Edmonton’s Speed Limit Reduction: Can Driving 40km/h in Neighbourhoods Reduce Accidents and Save Lives?

On August 6, 2021, the default speed limit for downtown and residential roads in Edmonton was reduced from 50km/h to 40km/h. The idea was to apply a speed limit that would significantly impact safety while not significantly affecting travel time. Another positive effect of this speed reduction is lessening noise in residential areas. 

But is such a speed limit decrease effective? What have the results been in other cities where speed limits were reduced?


When we look at available statistics, we can see how driving speed and accidents (as well as deaths and serious injuries from accidents) are connected. Once we understand this connection, we can see whether reducing the speed limit is a good idea.

Here are some of the data that we found:

  • Increasing your speed by 16km/h increases your risk of a car crash by almost 10%
  • The number of car accidents goes down by 5% for each 1.6km/h decrease in speed, up to a certain threshold 
  • Speeding is the root cause of nearly one-third of all motor vehicle accidents in Canada
  • If a person is hit by a car that’s driving 50km/h, they are nearly six times more likely not to survive the accident than a person who is hit by a car driving at a speed of 30km/h

Based on these statistics alone, we can see that there is a strong connection between driving at higher or lower speeds and the effect on how many accidents there are, as well as how serious the outcomes of these accidents are. 

Are there examples of places that have reduced the speed limit?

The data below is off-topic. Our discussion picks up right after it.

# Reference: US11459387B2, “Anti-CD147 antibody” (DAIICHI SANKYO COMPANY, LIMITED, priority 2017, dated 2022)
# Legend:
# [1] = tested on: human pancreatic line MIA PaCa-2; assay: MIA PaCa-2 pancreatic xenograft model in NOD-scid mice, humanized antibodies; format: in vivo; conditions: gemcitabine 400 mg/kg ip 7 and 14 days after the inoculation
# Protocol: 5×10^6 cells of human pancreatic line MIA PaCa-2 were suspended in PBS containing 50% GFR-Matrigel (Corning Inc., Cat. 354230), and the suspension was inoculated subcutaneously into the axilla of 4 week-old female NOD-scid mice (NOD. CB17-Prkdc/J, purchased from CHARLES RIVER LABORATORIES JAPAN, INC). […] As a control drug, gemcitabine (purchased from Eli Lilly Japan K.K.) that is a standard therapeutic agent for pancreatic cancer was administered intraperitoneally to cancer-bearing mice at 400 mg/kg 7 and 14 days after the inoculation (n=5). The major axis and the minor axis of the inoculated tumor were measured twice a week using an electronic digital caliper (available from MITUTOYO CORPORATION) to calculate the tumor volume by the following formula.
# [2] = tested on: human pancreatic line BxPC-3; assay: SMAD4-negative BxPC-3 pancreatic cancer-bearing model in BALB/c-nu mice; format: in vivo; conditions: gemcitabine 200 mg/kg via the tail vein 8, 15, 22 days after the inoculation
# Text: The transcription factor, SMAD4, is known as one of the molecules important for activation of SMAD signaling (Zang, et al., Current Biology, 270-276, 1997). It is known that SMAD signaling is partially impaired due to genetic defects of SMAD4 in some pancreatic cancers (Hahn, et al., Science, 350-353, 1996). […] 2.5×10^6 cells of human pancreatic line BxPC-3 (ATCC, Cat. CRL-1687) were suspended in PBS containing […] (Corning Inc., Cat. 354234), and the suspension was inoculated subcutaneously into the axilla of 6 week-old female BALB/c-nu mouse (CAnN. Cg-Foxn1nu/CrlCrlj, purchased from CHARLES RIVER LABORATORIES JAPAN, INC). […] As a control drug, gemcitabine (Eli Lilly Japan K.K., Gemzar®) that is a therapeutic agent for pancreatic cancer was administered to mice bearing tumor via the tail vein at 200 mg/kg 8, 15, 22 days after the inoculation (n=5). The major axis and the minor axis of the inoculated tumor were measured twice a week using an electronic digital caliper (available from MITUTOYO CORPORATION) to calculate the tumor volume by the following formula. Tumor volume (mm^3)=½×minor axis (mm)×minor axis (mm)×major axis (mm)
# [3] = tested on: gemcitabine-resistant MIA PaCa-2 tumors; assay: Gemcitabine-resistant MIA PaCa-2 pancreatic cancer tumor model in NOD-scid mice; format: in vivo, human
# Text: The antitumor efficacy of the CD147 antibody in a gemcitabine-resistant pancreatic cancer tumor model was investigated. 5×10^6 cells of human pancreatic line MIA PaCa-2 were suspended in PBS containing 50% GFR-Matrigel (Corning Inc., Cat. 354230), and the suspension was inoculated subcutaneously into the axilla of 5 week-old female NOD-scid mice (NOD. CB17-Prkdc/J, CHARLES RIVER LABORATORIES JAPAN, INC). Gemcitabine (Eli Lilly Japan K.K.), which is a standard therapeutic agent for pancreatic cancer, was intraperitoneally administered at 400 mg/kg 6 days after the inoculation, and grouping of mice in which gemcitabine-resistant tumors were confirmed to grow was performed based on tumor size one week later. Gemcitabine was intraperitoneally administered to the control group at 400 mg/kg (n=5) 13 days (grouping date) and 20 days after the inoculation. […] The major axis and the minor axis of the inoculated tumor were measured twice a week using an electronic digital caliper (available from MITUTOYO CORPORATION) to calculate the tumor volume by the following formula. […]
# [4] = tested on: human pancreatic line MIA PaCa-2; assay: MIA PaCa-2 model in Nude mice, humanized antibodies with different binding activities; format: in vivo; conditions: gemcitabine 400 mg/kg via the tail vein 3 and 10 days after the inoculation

Other Examples

There are several other cities around Canada, as well as other places internationally, that have reduced their speed limits (especially on local or urban roads). 

One of these cities is Toronto. A study on reducing the speed limit down to 30km/h on neighbourhood streets in Toronto showed a 28% reduction in accidents between cars and pedestrians. However, an even more significant change was noted in how badly pedestrians were injured. At a speed limit of 30km/h, there was a 67% reduction in how many individuals struck by cars were injured severely or killed. 

Quebec City is another Canadian city that reduced its speed limits a few years ago. A study found that decreasing the speed limit by 20km/h resulted in 3% fewer accidents that ended in serious injury or death. 



The International Transport Forum (ITF) has also released information showing the connection between driving speed, accidents, and injuries, as well as examples of other countries that have decreased driving speeds. 

One such example is Hungary. The speed limit in urban areas was reduced by 8%, and the number of deaths due to car accidents went down by 18%. On the other hand, when Hungary increased speed limits on rural roads by 2.5%, deaths went up by 13%. 

Successful Implementation

The data shows us that driving slower tends to result in fewer accidents and less deaths or serious injuries. However, an important fact to remember is that just decreasing the speed limit does not automatically lead to these improvements. Nothing happens unless drivers actually follow the posted speed limit. 

This is why education is such a critical part of a change in speed limit. If people are aware of the big difference this change in their driving can make, and also understand how serious things can get when they ignore the speed limit, they are more likely to stick to the speed limit. 


If you have been injured in a car, truck, motorcycle or other vehicle accident, give us a call. We have years of experience in working with clients who have suffered injuries in motor vehicle accidents, and we know how to fight for the compensation you deserve. 

At McGuiness Law, we are happy to offer you a free, no-obligation consultation to offer you guidance and to see if you would benefit from working with us. Our phone number is 780-900-7941, or you can reach us through our online contact form by clicking HERE.